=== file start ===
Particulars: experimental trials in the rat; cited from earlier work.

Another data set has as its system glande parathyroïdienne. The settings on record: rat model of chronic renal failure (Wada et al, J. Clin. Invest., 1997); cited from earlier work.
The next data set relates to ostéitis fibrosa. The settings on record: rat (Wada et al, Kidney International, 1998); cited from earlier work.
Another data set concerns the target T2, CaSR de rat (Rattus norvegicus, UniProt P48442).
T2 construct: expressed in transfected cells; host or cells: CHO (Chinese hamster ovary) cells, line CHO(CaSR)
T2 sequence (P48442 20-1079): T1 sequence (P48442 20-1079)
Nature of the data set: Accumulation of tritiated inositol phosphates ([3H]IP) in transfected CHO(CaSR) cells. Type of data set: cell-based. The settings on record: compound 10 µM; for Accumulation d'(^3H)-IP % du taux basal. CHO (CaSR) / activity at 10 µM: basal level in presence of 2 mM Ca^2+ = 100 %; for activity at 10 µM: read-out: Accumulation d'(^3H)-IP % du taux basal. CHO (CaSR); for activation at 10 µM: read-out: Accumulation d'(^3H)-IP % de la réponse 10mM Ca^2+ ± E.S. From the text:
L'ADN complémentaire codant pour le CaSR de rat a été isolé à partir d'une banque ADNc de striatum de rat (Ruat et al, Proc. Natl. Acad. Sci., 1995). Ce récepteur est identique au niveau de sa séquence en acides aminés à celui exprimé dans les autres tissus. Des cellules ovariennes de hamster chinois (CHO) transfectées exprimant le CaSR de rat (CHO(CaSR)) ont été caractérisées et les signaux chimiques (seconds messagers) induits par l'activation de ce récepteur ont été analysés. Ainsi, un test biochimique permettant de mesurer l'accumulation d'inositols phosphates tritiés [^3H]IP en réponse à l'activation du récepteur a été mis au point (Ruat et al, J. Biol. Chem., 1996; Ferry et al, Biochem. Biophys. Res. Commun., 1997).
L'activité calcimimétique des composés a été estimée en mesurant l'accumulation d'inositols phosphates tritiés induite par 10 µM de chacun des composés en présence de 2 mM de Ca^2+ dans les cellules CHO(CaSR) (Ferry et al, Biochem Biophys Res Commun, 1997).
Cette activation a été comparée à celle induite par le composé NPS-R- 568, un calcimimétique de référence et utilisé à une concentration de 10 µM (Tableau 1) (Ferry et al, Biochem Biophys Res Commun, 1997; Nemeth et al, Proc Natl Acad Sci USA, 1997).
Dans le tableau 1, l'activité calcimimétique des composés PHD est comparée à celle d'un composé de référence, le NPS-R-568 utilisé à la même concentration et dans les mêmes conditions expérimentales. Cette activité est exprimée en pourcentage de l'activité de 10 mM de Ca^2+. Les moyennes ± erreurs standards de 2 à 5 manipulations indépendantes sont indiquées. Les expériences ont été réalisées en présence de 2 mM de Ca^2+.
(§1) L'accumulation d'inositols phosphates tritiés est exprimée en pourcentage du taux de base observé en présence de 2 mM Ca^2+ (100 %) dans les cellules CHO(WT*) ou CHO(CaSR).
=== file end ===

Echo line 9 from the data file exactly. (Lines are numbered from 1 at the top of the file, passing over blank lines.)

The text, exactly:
L'activité calcimimétique des composés a été estimée en mesurant l'accumulation d'inositols phosphates tritiés induite par 10 µM de chacun des composés en présence de 2 mM de Ca^2+ dans les cellules CHO(CaSR) (Ferry et al, Biochem Biophys Res Commun, 1997).